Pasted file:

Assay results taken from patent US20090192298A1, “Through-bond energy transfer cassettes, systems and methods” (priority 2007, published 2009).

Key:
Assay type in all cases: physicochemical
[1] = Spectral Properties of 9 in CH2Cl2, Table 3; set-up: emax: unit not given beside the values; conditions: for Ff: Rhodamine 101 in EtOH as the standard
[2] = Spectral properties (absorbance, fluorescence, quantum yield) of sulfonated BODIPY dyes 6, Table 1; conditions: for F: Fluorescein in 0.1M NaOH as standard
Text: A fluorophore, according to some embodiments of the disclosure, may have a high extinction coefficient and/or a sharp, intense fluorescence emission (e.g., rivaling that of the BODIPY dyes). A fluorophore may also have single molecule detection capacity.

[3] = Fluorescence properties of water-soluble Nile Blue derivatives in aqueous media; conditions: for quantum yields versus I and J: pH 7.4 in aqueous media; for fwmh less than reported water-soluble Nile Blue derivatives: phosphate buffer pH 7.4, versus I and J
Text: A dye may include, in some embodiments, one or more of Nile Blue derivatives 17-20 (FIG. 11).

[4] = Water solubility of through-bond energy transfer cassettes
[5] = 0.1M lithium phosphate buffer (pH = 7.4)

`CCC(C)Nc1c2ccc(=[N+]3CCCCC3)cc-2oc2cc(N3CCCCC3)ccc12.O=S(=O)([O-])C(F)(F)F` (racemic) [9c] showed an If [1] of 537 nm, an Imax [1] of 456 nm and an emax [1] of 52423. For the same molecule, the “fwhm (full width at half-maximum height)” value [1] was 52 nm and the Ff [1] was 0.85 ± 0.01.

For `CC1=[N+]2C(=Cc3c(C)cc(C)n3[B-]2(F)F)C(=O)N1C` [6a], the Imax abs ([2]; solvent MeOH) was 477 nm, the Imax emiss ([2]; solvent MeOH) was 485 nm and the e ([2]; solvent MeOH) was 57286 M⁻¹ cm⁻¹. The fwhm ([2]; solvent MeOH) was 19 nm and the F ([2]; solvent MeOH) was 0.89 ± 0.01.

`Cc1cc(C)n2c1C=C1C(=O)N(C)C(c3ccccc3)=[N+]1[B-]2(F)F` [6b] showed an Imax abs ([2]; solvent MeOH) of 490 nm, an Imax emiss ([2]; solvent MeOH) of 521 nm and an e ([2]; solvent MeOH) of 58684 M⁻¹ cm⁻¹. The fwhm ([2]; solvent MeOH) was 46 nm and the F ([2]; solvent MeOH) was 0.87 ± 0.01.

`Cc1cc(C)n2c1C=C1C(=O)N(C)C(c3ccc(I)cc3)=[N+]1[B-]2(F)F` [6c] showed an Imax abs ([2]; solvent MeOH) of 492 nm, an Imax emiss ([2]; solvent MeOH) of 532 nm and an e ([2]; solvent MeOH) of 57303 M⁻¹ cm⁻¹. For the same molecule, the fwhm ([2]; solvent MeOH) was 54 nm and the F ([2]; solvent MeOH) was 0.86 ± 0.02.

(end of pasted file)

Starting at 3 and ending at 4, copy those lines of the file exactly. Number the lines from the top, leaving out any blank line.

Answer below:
Assay type in all cases: physicochemical
[1] = Spectral Properties of 9 in CH2Cl2, Table 3; set-up: emax: unit not given beside the values; conditions: for Ff: Rhodamine 101 in EtOH as the standard